Amid Last Minute Preparations for Summer Olympics, France Goes For Climate Tech Gold

Viewing stands have been erected on many bridges in preparation the opening ceremonies, which will take place along a stretch of the Seine River in central Paris, as opposed to in a stadium.

With only a month to go until the opening ceremonies, Paris is abuzz with preparations for the games. Speaking to people here, there is a palpable sense of agitation and also pride as they reference the ambition in this year’s games, although not for what they will build—but for what they won’t build.

One of the major goals for the organizers is to make this year’s Olympics a showplace for smart, sustainable development and, against the incredible backdrop of the City of Lights at its best, both big and small French companies are betting big on the opportunity to promote the ROI of climate tech.

Central Paris is a sea of scaffolding that looks more like Lollapalooza than a traditional Olympics

What is immediately striking about the Paris Olympics is how little actual permanent construction there is. In fact, there are only two new structures being built for the games (see our prior article, Five Olympic Venues Show How France is Meeting Its Ambitious Carbon Reduction Goals). Instead, central Paris is a sea of scaffolding that makes the event look more like Lollapalooza than a traditional Olympics, as organizers seek to capitalize on the reuse of existing buildings and the drama and beauty of the backdrop of the city center itself.

Behind the beauty and the excitement of the event lies one of the world’s most committed and developed environment-focused ecosystems with a government, industry, and startup community that is growing and increasingly learning to frame their offerings, not just in terms of climate action, but as smart business with financial benefits.

Beyond Reduce, Emphasizing Reuse and the Circular Economy

A biofuel truck at a Paris Olympics site.

The sustainability efforts at the games highlight the impact on a wide swath of industries. Watching work proceed, one can see everything from extensive use of wood and temporary scaffolding (in lieu of permanent structures requiring more conventional concrete, steel, drywall and other products) to biofuel-powered trucks to extensive work on the city’s water infrastructure.

In theory, the structures being erected are more sustainable but also more economical and able to be disassembled and reused after the games. This concept of rehabilitation and reuse is particularly pronounced. Sometimes referred to as the “circular economy,” the idea encompasses a range of types of efforts that emphasize the value, not just of reducing or substituting energy and materials, but also thinking about undertaking projects with future uses in mind.

Altaroad: Leveraging AI For the Circular Economy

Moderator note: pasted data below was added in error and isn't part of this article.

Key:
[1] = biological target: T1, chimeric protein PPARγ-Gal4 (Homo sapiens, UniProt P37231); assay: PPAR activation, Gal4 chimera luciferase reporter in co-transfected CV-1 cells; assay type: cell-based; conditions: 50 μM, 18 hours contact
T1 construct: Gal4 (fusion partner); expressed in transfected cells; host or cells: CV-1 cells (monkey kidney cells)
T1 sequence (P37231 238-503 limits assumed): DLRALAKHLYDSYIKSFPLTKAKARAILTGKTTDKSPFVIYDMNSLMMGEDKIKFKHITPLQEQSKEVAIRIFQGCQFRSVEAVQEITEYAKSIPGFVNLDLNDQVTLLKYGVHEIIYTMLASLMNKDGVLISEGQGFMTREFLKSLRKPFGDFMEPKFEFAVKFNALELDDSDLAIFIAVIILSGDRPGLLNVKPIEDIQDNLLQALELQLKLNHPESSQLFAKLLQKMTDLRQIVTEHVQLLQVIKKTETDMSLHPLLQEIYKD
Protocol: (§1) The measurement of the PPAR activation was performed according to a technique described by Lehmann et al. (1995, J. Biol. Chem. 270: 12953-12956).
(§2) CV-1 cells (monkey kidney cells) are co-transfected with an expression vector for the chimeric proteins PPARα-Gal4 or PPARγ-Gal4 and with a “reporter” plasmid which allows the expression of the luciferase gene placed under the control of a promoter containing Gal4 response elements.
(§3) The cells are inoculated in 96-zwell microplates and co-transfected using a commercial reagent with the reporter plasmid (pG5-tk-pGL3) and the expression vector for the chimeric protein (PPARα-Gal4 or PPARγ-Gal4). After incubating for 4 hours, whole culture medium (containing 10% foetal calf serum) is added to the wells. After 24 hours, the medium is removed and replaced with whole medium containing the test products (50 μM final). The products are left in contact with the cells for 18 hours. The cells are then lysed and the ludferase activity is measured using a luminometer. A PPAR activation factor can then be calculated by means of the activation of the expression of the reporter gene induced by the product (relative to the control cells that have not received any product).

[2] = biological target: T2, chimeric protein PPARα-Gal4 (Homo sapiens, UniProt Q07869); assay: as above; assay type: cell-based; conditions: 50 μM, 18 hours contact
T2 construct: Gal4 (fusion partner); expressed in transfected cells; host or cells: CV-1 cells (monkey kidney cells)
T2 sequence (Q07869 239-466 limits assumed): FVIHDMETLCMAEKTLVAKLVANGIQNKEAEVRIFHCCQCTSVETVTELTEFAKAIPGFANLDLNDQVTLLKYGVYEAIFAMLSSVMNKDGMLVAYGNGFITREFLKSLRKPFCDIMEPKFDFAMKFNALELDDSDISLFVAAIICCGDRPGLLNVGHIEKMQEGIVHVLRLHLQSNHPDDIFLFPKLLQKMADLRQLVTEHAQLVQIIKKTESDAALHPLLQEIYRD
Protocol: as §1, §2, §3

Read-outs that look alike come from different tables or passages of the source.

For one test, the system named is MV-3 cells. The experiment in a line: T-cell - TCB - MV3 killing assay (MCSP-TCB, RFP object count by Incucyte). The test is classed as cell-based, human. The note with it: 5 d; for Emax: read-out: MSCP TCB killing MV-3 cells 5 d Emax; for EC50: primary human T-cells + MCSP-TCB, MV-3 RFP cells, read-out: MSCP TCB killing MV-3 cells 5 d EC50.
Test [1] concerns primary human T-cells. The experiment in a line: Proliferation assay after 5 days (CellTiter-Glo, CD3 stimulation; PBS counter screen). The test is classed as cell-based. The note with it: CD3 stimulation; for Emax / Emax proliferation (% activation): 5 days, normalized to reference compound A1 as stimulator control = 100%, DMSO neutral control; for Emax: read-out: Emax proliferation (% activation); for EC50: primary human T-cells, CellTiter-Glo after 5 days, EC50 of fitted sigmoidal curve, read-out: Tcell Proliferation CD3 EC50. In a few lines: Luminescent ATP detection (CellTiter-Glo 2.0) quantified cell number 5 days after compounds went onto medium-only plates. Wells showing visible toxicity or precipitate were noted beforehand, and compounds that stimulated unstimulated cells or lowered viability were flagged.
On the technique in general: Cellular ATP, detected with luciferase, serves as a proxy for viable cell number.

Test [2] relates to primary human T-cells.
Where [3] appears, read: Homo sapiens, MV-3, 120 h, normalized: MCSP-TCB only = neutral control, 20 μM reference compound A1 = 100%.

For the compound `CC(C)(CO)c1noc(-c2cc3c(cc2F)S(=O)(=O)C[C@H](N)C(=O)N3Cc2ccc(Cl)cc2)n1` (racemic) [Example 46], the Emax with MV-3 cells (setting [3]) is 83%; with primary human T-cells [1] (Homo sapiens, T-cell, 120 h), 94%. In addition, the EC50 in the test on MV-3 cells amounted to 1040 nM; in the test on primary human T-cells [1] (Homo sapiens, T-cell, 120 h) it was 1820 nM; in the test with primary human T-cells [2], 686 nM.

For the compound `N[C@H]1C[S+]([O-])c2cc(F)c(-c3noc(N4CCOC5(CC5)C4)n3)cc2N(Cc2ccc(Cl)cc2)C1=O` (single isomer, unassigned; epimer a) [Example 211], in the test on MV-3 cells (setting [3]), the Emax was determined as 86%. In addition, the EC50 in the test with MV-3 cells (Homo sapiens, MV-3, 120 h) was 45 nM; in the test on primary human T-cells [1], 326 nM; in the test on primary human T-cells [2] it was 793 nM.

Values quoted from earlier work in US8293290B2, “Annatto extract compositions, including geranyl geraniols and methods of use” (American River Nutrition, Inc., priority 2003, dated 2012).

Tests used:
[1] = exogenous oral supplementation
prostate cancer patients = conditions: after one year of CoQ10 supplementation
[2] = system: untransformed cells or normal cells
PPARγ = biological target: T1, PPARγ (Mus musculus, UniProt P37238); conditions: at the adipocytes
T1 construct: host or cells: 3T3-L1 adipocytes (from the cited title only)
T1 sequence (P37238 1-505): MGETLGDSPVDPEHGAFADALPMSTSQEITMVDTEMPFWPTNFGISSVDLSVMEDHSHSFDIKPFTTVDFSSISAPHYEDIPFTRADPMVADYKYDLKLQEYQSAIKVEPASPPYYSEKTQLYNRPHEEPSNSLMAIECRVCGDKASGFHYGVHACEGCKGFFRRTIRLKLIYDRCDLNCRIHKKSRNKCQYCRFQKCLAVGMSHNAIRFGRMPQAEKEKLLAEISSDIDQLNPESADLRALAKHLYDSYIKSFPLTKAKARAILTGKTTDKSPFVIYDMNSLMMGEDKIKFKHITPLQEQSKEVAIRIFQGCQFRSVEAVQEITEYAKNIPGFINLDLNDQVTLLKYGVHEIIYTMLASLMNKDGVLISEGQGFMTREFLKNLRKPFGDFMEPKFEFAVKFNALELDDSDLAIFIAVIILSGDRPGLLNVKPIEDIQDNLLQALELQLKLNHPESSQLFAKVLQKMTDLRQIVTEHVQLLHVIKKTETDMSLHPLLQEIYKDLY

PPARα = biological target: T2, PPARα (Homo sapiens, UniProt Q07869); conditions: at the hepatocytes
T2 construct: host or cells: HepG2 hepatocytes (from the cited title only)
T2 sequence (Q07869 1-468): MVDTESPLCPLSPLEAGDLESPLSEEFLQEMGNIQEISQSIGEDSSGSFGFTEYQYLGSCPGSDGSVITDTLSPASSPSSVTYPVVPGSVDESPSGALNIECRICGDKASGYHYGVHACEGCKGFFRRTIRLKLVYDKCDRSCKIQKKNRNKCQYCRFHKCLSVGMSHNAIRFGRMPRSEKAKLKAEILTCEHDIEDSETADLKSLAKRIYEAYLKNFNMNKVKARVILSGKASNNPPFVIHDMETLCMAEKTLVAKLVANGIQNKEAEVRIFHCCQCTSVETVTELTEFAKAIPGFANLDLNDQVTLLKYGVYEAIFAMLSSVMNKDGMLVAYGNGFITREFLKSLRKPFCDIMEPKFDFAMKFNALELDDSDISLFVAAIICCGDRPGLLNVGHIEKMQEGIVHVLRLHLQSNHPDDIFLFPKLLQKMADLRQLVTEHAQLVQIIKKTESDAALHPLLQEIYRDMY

BuiltWorlds’ Matt Gray met up with Altaroad CEO Cecile Villette.

One example of a French startup leveraging technology for the circular economy is a firm called Altaroad that leverages reality capture and AI tech to automate the tracing of waste flows hauled from construction sites, helping companies optimize how they sort, salvage and recycle. In our preparations for this week’s BuiltWorlds Paris Summit, we had the opportunity to meet with Altaroad CEO and co-founder Cecile Villette and to learn more about the solution. The company has raised more than 4 million euros and boasts clients such as Vinci, Eiffage, and Groupe Fayat.

We had the opportunity to discuss the company’s plans for expansion beyond France, and Villette was quick to point out that with increased efficiency in the process of recycling, the rising costs of materials and fuel, and other factors, there is real return on investment for companies that implement state of the art recycling programs. She also explained how AI is helping to enable that efficiency.

Arsenio: Online Training For a More Efficient, Environmentally Friendly Industry

Arsenio CEO Karim Fathi at Vinci’s Leonard facility for “resident” startups.

Visiting Vinci’s Leonard facility, we find a hive of activity. The building is a sort of campus center for a range of activities and groups including startups partnering with Vinci and startups grown from within Vinci.

One of those startups is Arsenio, a training platform and community for professionals in the design and construction industry interested in learning about best practices for leveraging BIM to drive more efficient and ecologically sustainable solutions.

Again, the rationale presented by Arsenio is two-fold: If industry professionals can be better trained on how to leverage building image modeling technology, that will make the industry both more efficient and also more sustainable.

Over the course of this week, we will be meeting with and cataloging many more startups from across the region, helping give voice to new initiatives from the region, and interviewing dozens of thought leaders, all as part of our Annual Paris Summit. While the conversation of the circular economy was a bit of a novelty when we first began covering the French ecosystem on our visit in 2017, it is a community in full bloom now, and the summer Olympics will have the world paying attention.